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  • Writer's pictureAsh Habib

From Kia to Cool: The 2020 Stinger GTS

Almost exactly 11 years ago from writing this article, I was sitting in my friend's basement, on his desktop computer, googling to show him the new Hyundai Genesis Coupe concept car. It was beautiful. Painted in orange and carbon fiber, with tight, aggressive styling, rear wheel drive, and a turbo 4 cylinder engine, I was smitten.

2008 Genesis Coupe Concept

Now, seeing cool concept cars was nothing new. Every year, automakers tease us with designs of what could be, beautiful bodies draped oven often comically oversized wheels, and filled with futuristic technology and interiors that surely will never make it to production once the company hands over the reigns to the accounting department to make sure they can make a profitable version.

Often times, a brilliant concept can be watered down so heavily that the remaining product is unidentifiable compared to it's original design. If you don't believe me, google the Pontiac Sunfire Concept car from the 90s, and see how that compares to what came out. So, as someone who has loved cars since before he could talk, I was used to seeing brands showcase concepts that never saw the light of day. I boldly claimed to my best friend while showing him a photo of the Genesis Coupe Concept Car, "If it still looks like that when they make it, I'm buying one!".

2010 Genesis Coupe (Photo by Automobile Magazine)

A year later, I was helping another friend purchase their first car, and the Genesis Coupe production cars had just arrived at the dealership. This friend actually was buying a car to get their license with, so I did all the test drives. I loved it, but it was out of budget for him, and I wasn't looking for a car at the time, so we moved on. Just over 6 months later, I drove off the lot with my brand new Hyundai Genesis Coupe. This was a car that changed the way the Korean car companies were seen, especially by enthusiasts like me. Hyundai dedicated a Superbowl spot to it that year, complete with a Smashing Pumpkins soundtrack to amp you up.

In Fast and Furious: Tokyo Drift, Han says sarcastically to the protagonist Sean: "You think Imma let you roll in a Hyundai? You're representing me know.". That was 2006. While not exactly the same, Kia and Hyundai are cousins of sorts, with Hyundai owning a controlling 34% of the company. Many of their newer vehicles share platforms and powertrains, although with substantial differences in styling and finishing. Plain and simply, back then, Korean cars were a joke, a punchline to get a cheap laugh because everyone knew what you were talking about when they were referenced.

Photo by
2009 Kia Spectra, what most people defined Korean cars as

I've never really bought into brand loyalty or stigmas, but their was nothing to combat this one, until the Genesis Coupe arrived. By the time the next movie was to be made, 2009's Fast and Furious, itself relaunching the franchise, the Genesis Coupe was slated to be one of the hero cars that Vin Diesel's character, Dom, drives during the movie. That opening scene where Dom drifts under a flipping oil tanker? He was supposed to be driving a Yellow Genesis Coupe there.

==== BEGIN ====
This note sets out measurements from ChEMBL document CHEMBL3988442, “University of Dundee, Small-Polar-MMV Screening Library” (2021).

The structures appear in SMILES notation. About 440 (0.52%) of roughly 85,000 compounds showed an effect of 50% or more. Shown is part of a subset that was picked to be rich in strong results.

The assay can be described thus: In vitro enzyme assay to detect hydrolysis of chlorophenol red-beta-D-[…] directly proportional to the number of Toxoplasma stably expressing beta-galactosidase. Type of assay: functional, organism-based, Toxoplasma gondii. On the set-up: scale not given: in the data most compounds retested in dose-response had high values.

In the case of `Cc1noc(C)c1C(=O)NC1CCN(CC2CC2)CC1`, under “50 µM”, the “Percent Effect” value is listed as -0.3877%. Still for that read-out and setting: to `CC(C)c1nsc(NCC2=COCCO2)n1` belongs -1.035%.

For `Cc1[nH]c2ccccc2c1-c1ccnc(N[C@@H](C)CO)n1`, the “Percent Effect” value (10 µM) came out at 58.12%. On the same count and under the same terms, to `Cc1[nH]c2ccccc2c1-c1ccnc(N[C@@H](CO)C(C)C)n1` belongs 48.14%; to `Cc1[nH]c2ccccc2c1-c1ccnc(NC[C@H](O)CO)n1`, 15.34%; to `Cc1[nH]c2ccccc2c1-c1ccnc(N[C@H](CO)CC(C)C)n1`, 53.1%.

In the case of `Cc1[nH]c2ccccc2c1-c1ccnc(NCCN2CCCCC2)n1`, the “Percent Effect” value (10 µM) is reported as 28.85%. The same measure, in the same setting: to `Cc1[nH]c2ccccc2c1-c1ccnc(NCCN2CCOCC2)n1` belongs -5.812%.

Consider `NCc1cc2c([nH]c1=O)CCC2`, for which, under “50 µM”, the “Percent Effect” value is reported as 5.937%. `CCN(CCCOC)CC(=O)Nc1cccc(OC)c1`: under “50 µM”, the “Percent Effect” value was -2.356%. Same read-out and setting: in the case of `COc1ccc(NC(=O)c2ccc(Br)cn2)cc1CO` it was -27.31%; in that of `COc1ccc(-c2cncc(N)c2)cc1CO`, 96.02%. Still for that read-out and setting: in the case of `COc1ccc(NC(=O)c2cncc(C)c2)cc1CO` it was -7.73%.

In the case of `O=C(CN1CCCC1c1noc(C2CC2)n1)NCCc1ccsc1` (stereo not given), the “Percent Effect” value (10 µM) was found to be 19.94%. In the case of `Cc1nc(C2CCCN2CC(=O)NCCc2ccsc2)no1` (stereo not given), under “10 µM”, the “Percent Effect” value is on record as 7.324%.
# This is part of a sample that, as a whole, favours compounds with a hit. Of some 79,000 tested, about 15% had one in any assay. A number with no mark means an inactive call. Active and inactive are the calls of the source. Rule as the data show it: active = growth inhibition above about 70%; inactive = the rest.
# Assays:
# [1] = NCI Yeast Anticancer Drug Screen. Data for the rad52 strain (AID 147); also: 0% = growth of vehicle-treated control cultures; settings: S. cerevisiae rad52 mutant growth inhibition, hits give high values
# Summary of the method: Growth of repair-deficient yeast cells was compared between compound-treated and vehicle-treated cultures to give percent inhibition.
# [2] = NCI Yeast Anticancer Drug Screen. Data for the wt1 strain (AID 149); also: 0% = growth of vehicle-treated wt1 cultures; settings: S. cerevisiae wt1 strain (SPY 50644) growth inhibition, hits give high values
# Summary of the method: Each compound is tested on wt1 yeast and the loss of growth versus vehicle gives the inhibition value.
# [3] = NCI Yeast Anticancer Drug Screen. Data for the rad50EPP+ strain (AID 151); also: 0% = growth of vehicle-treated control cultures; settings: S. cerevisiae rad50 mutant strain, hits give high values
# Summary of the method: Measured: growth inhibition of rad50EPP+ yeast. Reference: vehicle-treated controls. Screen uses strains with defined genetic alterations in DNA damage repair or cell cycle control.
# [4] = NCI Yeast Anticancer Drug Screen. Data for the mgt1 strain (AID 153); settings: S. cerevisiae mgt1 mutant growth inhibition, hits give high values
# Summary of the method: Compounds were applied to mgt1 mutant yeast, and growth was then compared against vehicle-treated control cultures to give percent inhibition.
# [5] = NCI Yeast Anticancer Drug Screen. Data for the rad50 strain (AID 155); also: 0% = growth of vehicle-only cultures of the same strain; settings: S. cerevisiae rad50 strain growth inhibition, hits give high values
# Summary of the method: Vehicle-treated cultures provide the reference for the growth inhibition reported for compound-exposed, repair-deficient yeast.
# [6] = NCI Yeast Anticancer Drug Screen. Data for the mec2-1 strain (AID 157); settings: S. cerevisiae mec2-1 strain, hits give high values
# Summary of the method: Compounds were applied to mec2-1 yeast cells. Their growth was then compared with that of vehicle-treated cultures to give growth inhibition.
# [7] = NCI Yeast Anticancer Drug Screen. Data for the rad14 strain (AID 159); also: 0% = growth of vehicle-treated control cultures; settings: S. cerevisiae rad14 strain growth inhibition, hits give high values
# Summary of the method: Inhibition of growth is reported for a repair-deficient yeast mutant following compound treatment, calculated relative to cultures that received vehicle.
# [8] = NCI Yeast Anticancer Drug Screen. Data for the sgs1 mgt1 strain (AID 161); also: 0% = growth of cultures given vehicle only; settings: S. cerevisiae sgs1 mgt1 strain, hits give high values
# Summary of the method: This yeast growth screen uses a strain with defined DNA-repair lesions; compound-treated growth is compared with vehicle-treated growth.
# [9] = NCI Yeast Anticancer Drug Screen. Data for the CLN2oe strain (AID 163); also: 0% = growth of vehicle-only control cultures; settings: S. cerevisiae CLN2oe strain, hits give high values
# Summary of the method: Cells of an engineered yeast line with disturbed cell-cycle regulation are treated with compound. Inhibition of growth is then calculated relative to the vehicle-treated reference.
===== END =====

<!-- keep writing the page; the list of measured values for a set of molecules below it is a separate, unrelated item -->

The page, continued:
Supposedly, Hyundai got blocked from being a hero car by another company already involved with the franchise, rumor has it that it was Subaru, and that they didn't want another car competing for attention with their recently released WRX STi that showed up later in the film. The fact that the Genesis Coupe was widely regarded as being gorgeous while the STi was compared to a Toyota Corolla couldn't have helped either. Alas, it wasn't meant to be, and Dom drove a GNX for that opening scene.

But the fact that Subaru "allegedly" blocked it from appearing showed something far greater. The car industry was scared of the Koreans. Shortly after this, Hyundai released the new Sonata with great success, and Kia launched it's platform mate, the Optima. The Optima, formerly a dowdy mid size sedan, was now a bold, stylish offering, penned by the former head of design at Audi.

Over the coming decade, every vehicle in their lineups was transformed, with former bargain basement brands punching at or above their weight class. And that brings us to today. It's no longer a point of shame to own a Korean car. Even when I bought my car in 2009, people were finding ways to remove the Hyundainess from the car, by swapping the Korean logos on to the car in place of the regular Hyundai H. Now days, less so.

Last year, Kia and Hyundai brought us a pair of sedans, that while based on the same platform and having the same powertrain options, have distinctly different personalities, in the form of the Genesis G70 and the Kia Stinger.

2019 Kia Stinger GT

The Stinger in particular is interesting because it makes use of really bold design choices, has a bright available colour palate, and has a rear hatch that is incredibly practical. This past week, at the New York Autoshow, Kia announced a new trim for the Stinger; the GTS.

Kia starts by taking the 3.3 liter, 365hp turbocharged V6 version of the sedan, and adds a bit of extra seasoning to the mix. A sprinkle of carbon fiber here and there, a dash of bright orange paint and the All Wheel Drive versions get an updated system that Kia calls D-AWD. And like the much more expensive BMW M5 or Mercedes AMG E63, this Kia is built to drift at the push of a button.

2020 Kia Stinger GTS

The D-AWD system allows you to disable the front part of the drivetrain, and have 100% of the power go to the back. It also adds a Limited Slip Differential to help keep things in line, so now you can drift your bright orange Kia sports sedan all the way to drop you kids off at school.

If Han from Tokyo Drift was still alive in the series, I think he'd be happy to roll in this Kia.

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